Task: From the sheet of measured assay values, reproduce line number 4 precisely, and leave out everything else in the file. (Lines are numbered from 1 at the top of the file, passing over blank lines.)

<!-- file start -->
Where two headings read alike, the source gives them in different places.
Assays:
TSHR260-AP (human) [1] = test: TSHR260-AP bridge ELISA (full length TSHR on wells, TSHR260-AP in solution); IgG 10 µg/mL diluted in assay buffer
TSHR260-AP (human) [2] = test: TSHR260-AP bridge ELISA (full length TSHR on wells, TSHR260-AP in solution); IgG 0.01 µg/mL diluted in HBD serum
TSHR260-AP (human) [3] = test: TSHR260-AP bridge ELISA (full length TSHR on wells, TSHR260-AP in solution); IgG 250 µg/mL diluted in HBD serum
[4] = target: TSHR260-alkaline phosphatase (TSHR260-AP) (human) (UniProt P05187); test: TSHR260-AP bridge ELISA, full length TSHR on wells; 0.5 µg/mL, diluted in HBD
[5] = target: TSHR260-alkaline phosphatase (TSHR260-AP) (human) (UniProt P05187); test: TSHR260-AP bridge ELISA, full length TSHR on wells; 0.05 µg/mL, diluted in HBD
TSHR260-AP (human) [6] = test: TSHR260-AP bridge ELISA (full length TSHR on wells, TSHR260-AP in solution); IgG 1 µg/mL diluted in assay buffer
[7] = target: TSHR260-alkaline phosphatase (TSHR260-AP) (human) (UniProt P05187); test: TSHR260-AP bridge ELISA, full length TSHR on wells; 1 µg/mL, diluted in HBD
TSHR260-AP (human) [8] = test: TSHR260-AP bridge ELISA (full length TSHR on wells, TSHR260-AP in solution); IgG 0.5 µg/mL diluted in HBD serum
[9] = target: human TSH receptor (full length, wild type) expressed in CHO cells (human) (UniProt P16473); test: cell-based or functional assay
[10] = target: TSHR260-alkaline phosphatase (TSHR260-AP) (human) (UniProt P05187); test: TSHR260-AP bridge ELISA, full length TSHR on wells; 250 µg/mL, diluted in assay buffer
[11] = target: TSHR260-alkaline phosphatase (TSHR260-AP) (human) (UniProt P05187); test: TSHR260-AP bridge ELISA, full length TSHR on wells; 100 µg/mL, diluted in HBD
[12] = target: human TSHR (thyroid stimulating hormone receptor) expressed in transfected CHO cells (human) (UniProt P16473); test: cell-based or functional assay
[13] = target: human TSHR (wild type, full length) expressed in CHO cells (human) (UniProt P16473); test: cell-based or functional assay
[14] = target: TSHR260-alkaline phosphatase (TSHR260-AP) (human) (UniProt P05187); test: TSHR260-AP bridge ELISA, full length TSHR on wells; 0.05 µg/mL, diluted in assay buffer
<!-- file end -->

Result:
TSHR260-AP (human) [2] = test: TSHR260-AP bridge ELISA (full length TSHR on wells, TSHR260-AP in solution); IgG 0.01 µg/mL diluted in HBD serum